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October 26, 2017

Survey: Code Unlimited

Image from Code Unlimited [enlarge]
Code Unlimited is a consultant for CenterCal’s The Village at Totem Lake development in Kirkland. Carrier Johnson & Culture is the architect.

Specialty: Building code and fire consulting

Management: Samir Mokashi, principal/owner; Asawari Mokashi, principal/owner; Eduardo Signorelli, principal and Seattle office manager

Founded: 2005

Headquarters: Portland

2016 revenues: $1.8 million

Projected 2017 revenues: $2.5 million

Projects: Urban Visions’ 2nd & Pike apartment tower, Seattle; CenterCal Properties’ The Village at Totem Lake redevelopment, Kirkland; Vulcan Real Estate’s Block 48 mixed-use development, Seattle



Samir Mokashi, a co-owner and principal, discussed his firm’s new Seattle office and why code consulting deserves more respect.

Q: You’ve just opened a new office in Seattle. Is this an expansion?

A: Our Seattle office first started as a one-person basement home office, then moved to a sublet space within a local architecture firm. We recently expanded into our new office location to accommodate our growing staff and projects in the region. This year has seen a sharp uptick in the number of clients and size of projects in this office, and we expect that trend to continue through 2018 and beyond.

Q: What range of services do you provide?

A: Our principals and staff have over 100 years combined industry experience in ADA/accessibility evaluation and guidance, land-use and zoning guidance, building code evaluation and guidance, compliance alternatives and appeals, code training seminars, jurisdictional negotiations, fire code evaluation and guidance, fire detection and suppression guidance, smoke control strategies and CFD modeling, seismic evaluations as well as hazardous materials management.

Q: Which parts of your business are in highest demand?

A: We work in multiple markets, which has allowed us to ride the ups and downs in individual markets and continue to grow overall.

In the Seattle region, our services are in highest demand in the residential, educational, health care, commercial and high-rise markets, with an emphasis on compliance alternatives and fire-related services. We are also experiencing growth overall in the military market sector in Alaska and Washington, as well as other regions.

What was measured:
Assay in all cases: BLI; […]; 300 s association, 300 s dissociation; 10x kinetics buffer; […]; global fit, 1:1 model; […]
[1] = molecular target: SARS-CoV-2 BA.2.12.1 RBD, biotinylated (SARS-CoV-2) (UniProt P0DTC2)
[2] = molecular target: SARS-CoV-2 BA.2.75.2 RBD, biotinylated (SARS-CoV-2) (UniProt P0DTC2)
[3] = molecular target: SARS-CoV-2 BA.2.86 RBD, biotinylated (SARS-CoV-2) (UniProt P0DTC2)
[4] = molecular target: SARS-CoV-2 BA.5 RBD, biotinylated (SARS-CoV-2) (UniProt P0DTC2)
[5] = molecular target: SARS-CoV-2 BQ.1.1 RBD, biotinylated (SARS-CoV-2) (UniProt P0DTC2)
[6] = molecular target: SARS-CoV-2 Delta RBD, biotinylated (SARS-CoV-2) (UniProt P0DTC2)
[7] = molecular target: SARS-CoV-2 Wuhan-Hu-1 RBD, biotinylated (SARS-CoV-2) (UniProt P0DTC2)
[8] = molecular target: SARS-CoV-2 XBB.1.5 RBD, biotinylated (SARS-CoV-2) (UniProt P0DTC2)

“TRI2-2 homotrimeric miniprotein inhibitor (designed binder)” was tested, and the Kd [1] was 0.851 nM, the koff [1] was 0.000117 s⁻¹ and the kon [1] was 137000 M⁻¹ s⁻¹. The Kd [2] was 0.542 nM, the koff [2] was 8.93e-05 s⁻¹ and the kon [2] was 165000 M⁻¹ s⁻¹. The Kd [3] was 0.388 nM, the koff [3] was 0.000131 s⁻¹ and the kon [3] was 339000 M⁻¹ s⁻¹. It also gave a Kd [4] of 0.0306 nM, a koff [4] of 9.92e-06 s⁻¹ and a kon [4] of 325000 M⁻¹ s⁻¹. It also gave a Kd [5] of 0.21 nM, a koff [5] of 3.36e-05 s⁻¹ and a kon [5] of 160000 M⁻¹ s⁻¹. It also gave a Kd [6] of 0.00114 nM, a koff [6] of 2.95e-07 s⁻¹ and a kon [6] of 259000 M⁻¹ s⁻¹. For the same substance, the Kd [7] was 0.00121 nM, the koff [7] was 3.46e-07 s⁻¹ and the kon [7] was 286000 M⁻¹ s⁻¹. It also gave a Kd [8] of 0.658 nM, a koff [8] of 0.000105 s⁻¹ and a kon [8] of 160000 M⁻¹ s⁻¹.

Q: How has your work evolved in recent years?

A: Early on, clients came to us after they ran in to trouble, but now we are at the front end and able to provide more guidance in the early design phases.

We are able to facilitate great architecture because we help the designers push the regulatory boundaries while developing alternate compliance paths that make the buildings safer and healthier. Some examples are the support we offer for cross-laminated timber (CLT) projects and the innovative exterior wall construction of chemical-free lumber and mineral wool.

Additionally, we have added a lot of fire services, including complex CFD modeling and analyses stamped by fire protection engineers. We expect our unique capabilities will expand even more with the advances in computer technology and more green building materials entering the market.

Q: What are the biggest challenges you face day to day?

A: Finding well-trained staff! We teach classes to professionals and college students to introduce them to our knowledge and methods in the design of safe buildings.

Our principals are currently working with the University of Oregon, where students and professors have a design studio to develop a concept for Lane County Courthouse using CLT systems. This is a collaboration between the university, county and other professionals.

We are privy to groundbreaking research, which is being converted to design guidelines that can be transferred to the real-world application after the studio is completed. This is just one extra effort we put into developing future staff and methodology.

Beyond this we are fighting the presumption that code is boring, rigid and lacks creativity. A common expression even from our staff is, “I didn’t think it would be so exciting to work at Code Unlimited.”

Even when I give code classes, the reaction is, “I didn’t think code could be so fun!”

Q: What’s a change you’d like to see in the industry?

A: We would like to see recognition that code compliance should be its own discipline or at least a specialty that crosses over architecture and engineering industries. It would be great to have our own awards, or any other opportunity to showcase our talent!


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